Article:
Westland Whirlwind. Radio control scale model WWII fighter, for twin .30 - .40 engines and 4 functions RC. Scale is 1/8.
Quote: "Near-scale twin's a beauty! 65 in span, for two .30's. Westland Whirlwind, by Dave W Cronin.
WESTLAND WHIRLWIND! No, not the chopper but a twin-engined fighter-bomber of World War Two. Having flown Super Sixties (oz552) and the like for about three years, I graduated to low wing models by building a Mustfire (oz6365) - finished to resemble a Mk. XIV Polish Spitfire. After learning to fly this, there came the Japanese Hein and then a Hurricane. This latter was flown in the Gravesend demonstration team, as well as being a familiar sight on our local flying ground. After a while, my clubmates started getting at Dave Cronin and me to produce something 'out of the ordinary' from WWII - knowing our liking for aircraft of that period.
The pressure, in fact, became so great that Dave and I spent several evenings, at his flat, looking over all his aircraft recognition books, reference works and so on. The only machine that looked good to us and had not been 'done before', was the twin-engined Westland Whirlwind, an unusual and striking aircraft, brimming with that elusive ingredient - character.
Dave is the design department of our team, so he got cracking over a hot drawing board and came up with the plans you see here. As you will notice, the model is not intended to be dead scale, since we like our planes to be everyday sport flyers, not something kept in moth-balls for those two occasions per year. Most noticeable departure is probably around the tail end. On the full size machine, the rudder was in two parts, above and below the tailplane. To simplify things, we have made it a one-piece control surface, with a cut-out in the elevators for rudder movement. Those who are offended by this can always built it in the scale way if they prefer. The undercarriage has been shortened, and moved forward, and the nacelles slimmed slightly, and there are other slight departures. But, you'll agree, the essential and very distinctive character of the Whirlwind is there in plenty.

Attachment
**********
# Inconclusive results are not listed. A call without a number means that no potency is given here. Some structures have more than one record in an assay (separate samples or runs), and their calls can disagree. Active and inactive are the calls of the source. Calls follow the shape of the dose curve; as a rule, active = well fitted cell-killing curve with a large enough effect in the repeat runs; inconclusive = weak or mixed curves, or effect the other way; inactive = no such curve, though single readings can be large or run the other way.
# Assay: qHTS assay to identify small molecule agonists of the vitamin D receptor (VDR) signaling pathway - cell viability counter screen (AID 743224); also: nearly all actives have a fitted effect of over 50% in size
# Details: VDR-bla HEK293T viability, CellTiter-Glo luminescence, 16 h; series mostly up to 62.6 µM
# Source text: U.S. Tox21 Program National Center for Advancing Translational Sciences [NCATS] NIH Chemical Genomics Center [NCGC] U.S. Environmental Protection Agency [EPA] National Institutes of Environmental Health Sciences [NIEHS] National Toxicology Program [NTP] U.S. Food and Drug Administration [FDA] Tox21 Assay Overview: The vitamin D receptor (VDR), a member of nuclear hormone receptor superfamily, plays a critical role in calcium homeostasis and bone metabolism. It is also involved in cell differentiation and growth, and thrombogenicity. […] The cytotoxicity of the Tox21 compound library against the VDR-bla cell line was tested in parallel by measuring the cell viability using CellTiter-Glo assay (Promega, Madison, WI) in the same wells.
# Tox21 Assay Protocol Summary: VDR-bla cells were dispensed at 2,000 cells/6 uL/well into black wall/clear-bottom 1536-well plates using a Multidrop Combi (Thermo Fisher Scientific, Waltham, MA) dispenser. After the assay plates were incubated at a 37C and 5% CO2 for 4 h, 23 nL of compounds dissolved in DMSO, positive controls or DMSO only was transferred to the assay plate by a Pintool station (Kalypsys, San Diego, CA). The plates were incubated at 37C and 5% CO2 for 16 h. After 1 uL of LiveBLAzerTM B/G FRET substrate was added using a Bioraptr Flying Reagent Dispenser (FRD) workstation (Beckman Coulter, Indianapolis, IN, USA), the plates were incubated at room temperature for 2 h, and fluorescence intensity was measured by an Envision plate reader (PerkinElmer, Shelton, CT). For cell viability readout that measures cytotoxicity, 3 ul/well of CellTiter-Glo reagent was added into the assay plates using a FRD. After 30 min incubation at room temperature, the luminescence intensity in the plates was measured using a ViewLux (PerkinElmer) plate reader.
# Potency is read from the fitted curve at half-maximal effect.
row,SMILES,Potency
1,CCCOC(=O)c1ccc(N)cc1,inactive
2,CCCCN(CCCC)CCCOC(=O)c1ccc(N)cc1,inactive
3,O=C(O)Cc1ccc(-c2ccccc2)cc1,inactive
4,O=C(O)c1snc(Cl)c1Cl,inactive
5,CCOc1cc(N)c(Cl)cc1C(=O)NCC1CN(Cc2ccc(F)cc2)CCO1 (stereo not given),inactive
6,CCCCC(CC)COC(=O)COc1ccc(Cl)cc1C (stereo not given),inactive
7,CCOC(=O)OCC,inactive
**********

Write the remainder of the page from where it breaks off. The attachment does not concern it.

The construction is quite straight-forward; both crutch and spine systems are used for the fuselage and nacelles for accuracy of assembly. The wing is really beefy around the centre section and keyed into the nacelles, where the vibration and landing shocks have to be absorbed. The whole model is sheeted, yet the fuselage and tail unit are surprisingly light. With a little forethought, the building sequence of fuselage, nacelles, wing and tail can be dovetailed to allow plenty of time for the glue to set, without holding up proceedings..."
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Update 23/05/2016: article added, thanks to RFJ.
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